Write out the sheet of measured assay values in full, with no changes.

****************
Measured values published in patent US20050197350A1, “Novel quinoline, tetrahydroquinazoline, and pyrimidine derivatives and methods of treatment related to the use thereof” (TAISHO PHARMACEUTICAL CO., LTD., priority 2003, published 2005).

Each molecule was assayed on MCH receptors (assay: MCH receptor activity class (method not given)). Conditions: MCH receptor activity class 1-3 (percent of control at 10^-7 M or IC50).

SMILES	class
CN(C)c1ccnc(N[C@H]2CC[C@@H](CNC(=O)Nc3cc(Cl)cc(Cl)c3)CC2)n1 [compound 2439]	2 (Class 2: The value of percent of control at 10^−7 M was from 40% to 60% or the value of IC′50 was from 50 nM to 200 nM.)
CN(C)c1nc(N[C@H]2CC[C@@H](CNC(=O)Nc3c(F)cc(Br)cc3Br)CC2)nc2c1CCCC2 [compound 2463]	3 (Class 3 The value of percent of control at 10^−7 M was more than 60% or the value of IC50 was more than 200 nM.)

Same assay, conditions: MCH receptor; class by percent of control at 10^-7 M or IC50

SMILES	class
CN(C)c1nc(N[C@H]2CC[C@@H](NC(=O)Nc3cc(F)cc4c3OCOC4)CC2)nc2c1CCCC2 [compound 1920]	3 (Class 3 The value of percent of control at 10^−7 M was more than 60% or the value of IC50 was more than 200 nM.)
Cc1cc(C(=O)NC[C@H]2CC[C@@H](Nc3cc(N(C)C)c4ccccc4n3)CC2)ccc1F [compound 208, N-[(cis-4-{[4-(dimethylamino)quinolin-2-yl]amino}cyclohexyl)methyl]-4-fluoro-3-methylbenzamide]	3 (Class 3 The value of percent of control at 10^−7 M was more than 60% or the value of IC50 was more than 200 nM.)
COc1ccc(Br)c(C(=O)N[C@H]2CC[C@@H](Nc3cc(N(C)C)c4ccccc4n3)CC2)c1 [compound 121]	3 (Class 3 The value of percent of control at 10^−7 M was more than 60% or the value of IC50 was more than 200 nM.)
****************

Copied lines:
Measured values published in patent US20050197350A1, “Novel quinoline, tetrahydroquinazoline, and pyrimidine derivatives and methods of treatment related to the use thereof” (TAISHO PHARMACEUTICAL CO., LTD., priority 2003, published 2005).

Each molecule was assayed on MCH receptors (assay: MCH receptor activity class (method not given)). Conditions: MCH receptor activity class 1-3 (percent of control at 10^-7 M or IC50).

SMILES	class
CN(C)c1ccnc(N[C@H]2CC[C@@H](CNC(=O)Nc3cc(Cl)cc(Cl)c3)CC2)n1 [compound 2439]	2 (Class 2: The value of percent of control at 10^−7 M was from 40% to 60% or the value of IC′50 was from 50 nM to 200 nM.)
CN(C)c1nc(N[C@H]2CC[C@@H](CNC(=O)Nc3c(F)cc(Br)cc3Br)CC2)nc2c1CCCC2 [compound 2463]	3 (Class 3 The value of percent of control at 10^−7 M was more than 60% or the value of IC50 was more than 200 nM.)

Same assay, conditions: MCH receptor; class by percent of control at 10^-7 M or IC50

SMILES	class
CN(C)c1nc(N[C@H]2CC[C@@H](NC(=O)Nc3cc(F)cc4c3OCOC4)CC2)nc2c1CCCC2 [compound 1920]	3 (Class 3 The value of percent of control at 10^−7 M was more than 60% or the value of IC50 was more than 200 nM.)
Cc1cc(C(=O)NC[C@H]2CC[C@@H](Nc3cc(N(C)C)c4ccccc4n3)CC2)ccc1F [compound 208, N-[(cis-4-{[4-(dimethylamino)quinolin-2-yl]amino}cyclohexyl)methyl]-4-fluoro-3-methylbenzamide]	3 (Class 3 The value of percent of control at 10^−7 M was more than 60% or the value of IC50 was more than 200 nM.)
COc1ccc(Br)c(C(=O)N[C@H]2CC[C@@H](Nc3cc(N(C)C)c4ccccc4n3)CC2)c1 [compound 121]	3 (Class 3 The value of percent of control at 10^−7 M was more than 60% or the value of IC50 was more than 200 nM.)